PITTSBURGH (April 24, 2020) … Despite the fact that women make up more than half of the U.S. population, women’s health continues to be an underserved area of research in science and medicine. Shaniel Bowen, a bioengineering graduate student at the University of Pittsburgh, is doing her part to narrow that gap by studying the biomechanical roots of a common pelvic floor disorder, and she has received a Ford Foundation Fellowship to support these efforts.
Pelvic organ prolapse (POP) occurs when the muscles and tissues that support the pelvic organs weaken and allow the organs to push against the vagina. This common condition adversely affects women’s quality of life, including their body image, sexual function and personal relationships. Surgical repair for POP often fails within five years and requires reoperation, but the exact causes of this failure are unknown. The goal of Bowen’s research is to create a tool to better assess POP repairs.
“The standard tool used to evaluate POP repairs is limited to external vaginal examination,” explained Bowen. “As a result, it cannot detect the internal changes and interactions of pelvic structures involved in POP recurrence.”
This work is led by her advisor, Steven Abramowitch, associate professor of bioengineering in the Swanson School of Engineering, and Pamela Moalli, professor of obstetrics, gynecology and reproductive sciences at Pitt and pelvic reconstructive surgeon at UPMC Magee-Womens Hospital.
Abramowitch’s research uses experimental and computational methods to develop preventative treatment options for POP and more effective patient-specific treatments. He has a background in biomechanics, which he and the lab believes will play an important role in better understanding the causes of failed surgery.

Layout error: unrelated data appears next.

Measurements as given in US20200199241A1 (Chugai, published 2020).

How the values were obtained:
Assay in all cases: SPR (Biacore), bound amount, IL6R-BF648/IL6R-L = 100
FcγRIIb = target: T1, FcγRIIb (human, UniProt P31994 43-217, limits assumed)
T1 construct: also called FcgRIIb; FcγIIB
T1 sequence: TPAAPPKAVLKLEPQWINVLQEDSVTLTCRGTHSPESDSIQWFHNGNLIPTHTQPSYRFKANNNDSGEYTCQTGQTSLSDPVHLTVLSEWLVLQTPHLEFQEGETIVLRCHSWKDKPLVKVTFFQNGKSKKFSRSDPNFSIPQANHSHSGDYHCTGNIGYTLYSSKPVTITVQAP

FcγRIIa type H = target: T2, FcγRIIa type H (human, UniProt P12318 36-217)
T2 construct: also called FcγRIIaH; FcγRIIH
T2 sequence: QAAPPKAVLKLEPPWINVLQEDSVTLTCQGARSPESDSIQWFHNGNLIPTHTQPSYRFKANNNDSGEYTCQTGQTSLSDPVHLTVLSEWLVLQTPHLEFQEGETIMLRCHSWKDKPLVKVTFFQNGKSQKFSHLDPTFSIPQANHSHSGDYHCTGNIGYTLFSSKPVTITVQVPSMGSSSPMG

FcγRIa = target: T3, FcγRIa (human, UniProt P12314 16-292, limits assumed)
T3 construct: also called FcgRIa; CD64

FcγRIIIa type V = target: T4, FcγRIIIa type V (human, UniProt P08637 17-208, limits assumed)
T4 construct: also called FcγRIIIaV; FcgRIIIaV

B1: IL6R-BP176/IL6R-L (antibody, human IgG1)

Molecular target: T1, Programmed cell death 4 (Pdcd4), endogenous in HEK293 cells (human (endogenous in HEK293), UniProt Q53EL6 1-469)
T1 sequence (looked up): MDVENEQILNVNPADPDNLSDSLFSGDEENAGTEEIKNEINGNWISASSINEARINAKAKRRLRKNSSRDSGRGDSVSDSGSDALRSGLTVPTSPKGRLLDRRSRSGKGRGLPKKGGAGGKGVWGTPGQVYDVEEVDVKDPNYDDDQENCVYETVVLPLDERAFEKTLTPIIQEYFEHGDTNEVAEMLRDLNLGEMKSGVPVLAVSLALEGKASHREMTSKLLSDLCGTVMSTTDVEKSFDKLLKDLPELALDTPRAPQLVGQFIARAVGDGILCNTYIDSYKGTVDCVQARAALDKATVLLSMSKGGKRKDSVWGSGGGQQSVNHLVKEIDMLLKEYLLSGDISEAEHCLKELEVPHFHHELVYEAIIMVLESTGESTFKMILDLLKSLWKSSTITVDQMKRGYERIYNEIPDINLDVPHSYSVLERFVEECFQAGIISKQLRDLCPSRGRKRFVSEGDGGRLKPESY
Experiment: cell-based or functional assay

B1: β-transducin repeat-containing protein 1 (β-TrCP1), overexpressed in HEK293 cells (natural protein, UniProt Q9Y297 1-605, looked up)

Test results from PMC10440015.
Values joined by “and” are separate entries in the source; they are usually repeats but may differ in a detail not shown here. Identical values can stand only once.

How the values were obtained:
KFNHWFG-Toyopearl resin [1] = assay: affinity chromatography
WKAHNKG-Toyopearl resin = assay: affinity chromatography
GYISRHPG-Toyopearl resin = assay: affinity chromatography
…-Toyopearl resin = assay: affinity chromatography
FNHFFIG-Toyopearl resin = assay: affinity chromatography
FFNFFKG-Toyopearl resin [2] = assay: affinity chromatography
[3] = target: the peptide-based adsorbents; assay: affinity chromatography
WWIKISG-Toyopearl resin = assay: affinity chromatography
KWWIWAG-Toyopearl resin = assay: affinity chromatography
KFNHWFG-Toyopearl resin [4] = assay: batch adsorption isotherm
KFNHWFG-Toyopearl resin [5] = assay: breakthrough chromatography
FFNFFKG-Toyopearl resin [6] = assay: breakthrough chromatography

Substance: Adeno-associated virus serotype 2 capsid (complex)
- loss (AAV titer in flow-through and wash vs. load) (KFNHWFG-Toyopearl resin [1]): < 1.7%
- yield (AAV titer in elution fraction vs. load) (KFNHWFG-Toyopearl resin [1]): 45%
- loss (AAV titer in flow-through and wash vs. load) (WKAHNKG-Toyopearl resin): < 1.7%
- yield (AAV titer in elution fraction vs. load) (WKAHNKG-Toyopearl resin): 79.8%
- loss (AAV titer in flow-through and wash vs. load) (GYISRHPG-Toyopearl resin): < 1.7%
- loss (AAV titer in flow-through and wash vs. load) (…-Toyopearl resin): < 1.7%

“Nearly one-third of POP repairs fail due to abnormal mechanical behavior of the muscles, connective tissues, and nerves that help provide pelvic floor support following surgery,” said Bowen. “Failure of POP repair is fundamentally a biomechanical process; therefore, a biomechanical understanding of how and why repairs fail is needed to better treat POP and prevent its recurrence after surgery.”
Bowen’s goal is to create a novel assessment tool to evaluate and predict surgical outcomes of POP repairs based on patient anatomy. The project uses magnetic resonance images (MRIs) to get a better idea of the internal changes after POP surgery. She will apply statistical shape analysis and finite element modeling to the MRIs of 89 women with POP that underwent native tissue repair or mesh repair 30-42 months post-surgery. She will then use these data to identify anatomic descriptors and predictors of surgical outcomes and quantify the relationship between the mechanical demand required for POP repair to successfully correct prolapse.
“We need to address the gaps in scientific knowledge about women’s health,” said Bowen. “If this research is successful, it will advance our biomechanical knowledge of how and why failures occur after POP surgery. We hope that this tool will provide useful data to clinicians and help guide and optimize surgical decision-making to improve POP repair.”
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About the Ford Foundation Fellowship
Through its Fellowship Programs, the Ford Foundation seeks to increase the diversity of the nation’s college and university faculties by increasing their ethnic and racial diversity, maximize the educational benefits of diversity, and increase the number of professors who can and will use diversity as a resource for enriching the education of all students. Predoctoral, Dissertation, and Postdoctoral fellowships will be awarded in a national competition administered by the National Academies of Sciences, Engineering, and Medicine on behalf of the Ford Foundation.
Contact: Leah Russell